First pope from the Americas sets tone of simplicityPublished 7:19pm Wednesday, March 13, 2013
In his first hours in the worldwide public eye, Pope Francis showed a simplicity and pastoral humility reflective of one possible source of his name inspiration.
Jorge Bergoglio of Argentina – who is the first pope to take the name Francis – appeared in unadorned white robes and bowed to the crowd in St. Peter’s Square on Wednesday, asking for their blessing.
“I didn’t know Cardinal Jorge before he was elected, but I am learning quickly about him,” said Rev. Den Irwin of St. Martin of Tours Catholic Church in Troy. “He sounds like a wonderful man, someone who is very solid in the Catholic faith and is compassionate. He is a man who loves the Lord and loves our Catholic faith, but on the other hand, really lives it.”
The 76-year-old pope is the son of middle-class Italian immigrants and is known as a humble man who denied himself the luxuries that previous Buenos Aires cardinals enjoyed.
The new pope often rode the bus to work, cooked his own meals and regularly visited the slums that ring Argentina’s capital. He considers social outreach, rather than doctrinal battles, to be the essential business of the church.
He accused fellow church leaders of hypocrisy and forgetting that Jesus Christ bathed lepers and ate with prostitutes.
“Jesus teaches us another way: Go out. Go out and share your testimony. Go out and interact with your brothers. Go out and share. Go out and ask. Become the Word in body as well as spirit,” Pope Francis told Argentina’s priests last year.
In taking the name Francis, the pope drew possible connections to the 13th century St. Francis of Assisi, a man who renounced a wealthy, dissolute lifestyle to found the Franciscan order of friars in 1209.
He embraced a life of poverty and simplicity and going out in the countryside to preach a message of joy and peace.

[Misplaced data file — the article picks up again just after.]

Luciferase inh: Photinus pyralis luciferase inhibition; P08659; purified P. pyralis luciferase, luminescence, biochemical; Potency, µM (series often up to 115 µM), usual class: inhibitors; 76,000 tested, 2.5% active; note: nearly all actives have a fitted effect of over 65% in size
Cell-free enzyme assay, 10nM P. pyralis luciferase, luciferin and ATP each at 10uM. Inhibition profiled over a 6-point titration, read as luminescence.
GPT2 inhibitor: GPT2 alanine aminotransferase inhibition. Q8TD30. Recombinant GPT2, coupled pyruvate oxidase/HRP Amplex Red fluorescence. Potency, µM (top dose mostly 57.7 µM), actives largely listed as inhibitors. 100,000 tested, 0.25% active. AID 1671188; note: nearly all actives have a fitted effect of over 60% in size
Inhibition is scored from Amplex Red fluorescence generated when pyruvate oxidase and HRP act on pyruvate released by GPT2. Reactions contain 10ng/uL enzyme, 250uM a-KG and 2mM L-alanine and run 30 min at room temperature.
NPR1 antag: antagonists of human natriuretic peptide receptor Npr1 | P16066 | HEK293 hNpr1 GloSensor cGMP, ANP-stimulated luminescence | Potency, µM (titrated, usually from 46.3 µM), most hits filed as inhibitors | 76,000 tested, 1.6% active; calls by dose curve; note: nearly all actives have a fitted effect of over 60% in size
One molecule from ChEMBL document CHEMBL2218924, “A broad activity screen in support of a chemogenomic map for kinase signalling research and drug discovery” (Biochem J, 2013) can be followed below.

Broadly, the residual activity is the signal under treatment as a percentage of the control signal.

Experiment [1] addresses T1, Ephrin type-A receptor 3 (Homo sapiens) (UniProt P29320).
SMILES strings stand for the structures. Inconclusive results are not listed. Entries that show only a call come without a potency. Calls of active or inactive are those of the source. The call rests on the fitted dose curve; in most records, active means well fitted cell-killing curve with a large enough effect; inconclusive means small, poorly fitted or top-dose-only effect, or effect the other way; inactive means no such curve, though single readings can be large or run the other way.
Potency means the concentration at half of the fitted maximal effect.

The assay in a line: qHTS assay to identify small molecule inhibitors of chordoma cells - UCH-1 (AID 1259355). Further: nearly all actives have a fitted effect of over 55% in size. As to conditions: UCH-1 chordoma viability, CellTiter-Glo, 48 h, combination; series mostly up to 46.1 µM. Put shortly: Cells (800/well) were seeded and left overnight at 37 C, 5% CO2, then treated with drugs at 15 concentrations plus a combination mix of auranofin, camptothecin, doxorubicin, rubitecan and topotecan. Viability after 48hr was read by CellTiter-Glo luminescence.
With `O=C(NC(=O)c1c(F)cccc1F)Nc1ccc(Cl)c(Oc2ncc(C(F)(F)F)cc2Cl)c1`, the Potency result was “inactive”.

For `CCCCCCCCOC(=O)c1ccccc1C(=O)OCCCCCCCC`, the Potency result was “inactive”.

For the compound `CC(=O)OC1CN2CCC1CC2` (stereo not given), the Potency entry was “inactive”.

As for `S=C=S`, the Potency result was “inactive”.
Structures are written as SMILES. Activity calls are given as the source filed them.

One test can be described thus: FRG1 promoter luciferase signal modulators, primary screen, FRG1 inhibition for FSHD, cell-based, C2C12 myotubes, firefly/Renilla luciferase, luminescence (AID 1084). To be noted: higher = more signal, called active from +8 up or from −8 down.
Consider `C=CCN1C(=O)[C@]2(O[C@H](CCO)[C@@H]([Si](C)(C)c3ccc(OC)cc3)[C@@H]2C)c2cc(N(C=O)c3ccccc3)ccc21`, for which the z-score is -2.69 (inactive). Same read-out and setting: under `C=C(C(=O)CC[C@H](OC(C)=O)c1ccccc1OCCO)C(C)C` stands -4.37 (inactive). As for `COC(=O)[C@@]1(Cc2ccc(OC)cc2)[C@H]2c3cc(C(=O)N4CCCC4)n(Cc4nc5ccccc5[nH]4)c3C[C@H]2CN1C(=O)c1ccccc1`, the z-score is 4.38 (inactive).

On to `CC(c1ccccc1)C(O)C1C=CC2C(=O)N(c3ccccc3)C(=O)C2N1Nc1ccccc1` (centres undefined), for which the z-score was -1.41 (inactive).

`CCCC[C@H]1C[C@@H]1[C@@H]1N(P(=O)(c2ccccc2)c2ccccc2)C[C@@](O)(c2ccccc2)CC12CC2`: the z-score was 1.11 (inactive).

The name Francis is also connected to St. Francis Xavier, a well-traveled Spaniard who became one of Christianity’s greatest missionaries, and was a founding figure of the Jesuit order, of which the new pope is a member.
Pope Francis’ predecessor, Benedict XVI, had explained his resignation last month — the first pontiff to step down in 600 years — by saying he didn’t have the mental or physical stamina to shepherd the church.
“It’s bittersweet to me,” Irwin explained. “I think a number of us will miss him. He’s a good man. He thought and prayed about it for a long time and I support his decision.”
Pope Francis came close to the title previously, when he reportedly gained the second-highest vote total during several rounds before he bowed out of the running in the conclave that elected Pope Benedict XVI.
Pope Francis is the first pope selected from the Americas, signaling a message of renewal. Irwin said that a large portion of Catholics live in South America and the selection by the cardinals would help energize people in that area.
“I think the future looks bright,” Irwin said.
The Associated Press contributed to this report.